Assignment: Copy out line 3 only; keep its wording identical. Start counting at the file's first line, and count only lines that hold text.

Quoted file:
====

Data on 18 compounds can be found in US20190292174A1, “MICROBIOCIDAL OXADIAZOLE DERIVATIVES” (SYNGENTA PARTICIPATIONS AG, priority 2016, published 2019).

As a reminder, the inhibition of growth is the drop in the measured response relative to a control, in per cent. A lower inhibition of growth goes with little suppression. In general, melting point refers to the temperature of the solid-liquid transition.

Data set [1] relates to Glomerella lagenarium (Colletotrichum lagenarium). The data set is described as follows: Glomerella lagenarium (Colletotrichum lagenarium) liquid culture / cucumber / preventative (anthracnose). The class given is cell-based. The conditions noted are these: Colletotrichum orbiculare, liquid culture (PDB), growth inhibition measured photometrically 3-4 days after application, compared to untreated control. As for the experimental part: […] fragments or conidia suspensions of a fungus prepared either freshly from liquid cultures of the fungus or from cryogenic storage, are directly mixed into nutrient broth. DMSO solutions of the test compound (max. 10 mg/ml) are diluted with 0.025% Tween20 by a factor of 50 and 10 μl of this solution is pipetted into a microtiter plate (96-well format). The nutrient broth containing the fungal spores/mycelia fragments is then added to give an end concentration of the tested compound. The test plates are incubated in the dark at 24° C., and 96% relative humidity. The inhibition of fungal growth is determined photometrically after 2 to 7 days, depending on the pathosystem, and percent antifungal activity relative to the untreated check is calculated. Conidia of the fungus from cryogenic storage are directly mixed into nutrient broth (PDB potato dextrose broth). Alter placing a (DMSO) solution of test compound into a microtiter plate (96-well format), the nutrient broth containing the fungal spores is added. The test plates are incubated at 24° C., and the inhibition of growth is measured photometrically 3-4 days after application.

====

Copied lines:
Data set [1] relates to Glomerella lagenarium (Colletotrichum lagenarium). The data set is described as follows: Glomerella lagenarium (Colletotrichum lagenarium) liquid culture / cucumber / preventative (anthracnose). The class given is cell-based. The conditions noted are these: Colletotrichum orbiculare, liquid culture (PDB), growth inhibition measured photometrically 3-4 days after application, compared to untreated control. As for the experimental part: […] fragments or conidia suspensions of a fungus prepared either freshly from liquid cultures of the fungus or from cryogenic storage, are directly mixed into nutrient broth. DMSO solutions of the test compound (max. 10 mg/ml) are diluted with 0.025% Tween20 by a factor of 50 and 10 μl of this solution is pipetted into a microtiter plate (96-well format). The nutrient broth containing the fungal spores/mycelia fragments is then added to give an end concentration of the tested compound. The test plates are incubated in the dark at 24° C., and 96% relative humidity. The inhibition of fungal growth is determined photometrically after 2 to 7 days, depending on the pathosystem, and percent antifungal activity relative to the untreated check is calculated. Conidia of the fungus from cryogenic storage are directly mixed into nutrient broth (PDB potato dextrose broth). Alter placing a (DMSO) solution of test compound into a microtiter plate (96-well format), the nutrient broth containing the fungal spores is added. The test plates are incubated at 24° C., and the inhibition of growth is measured photometrically 3-4 days after application.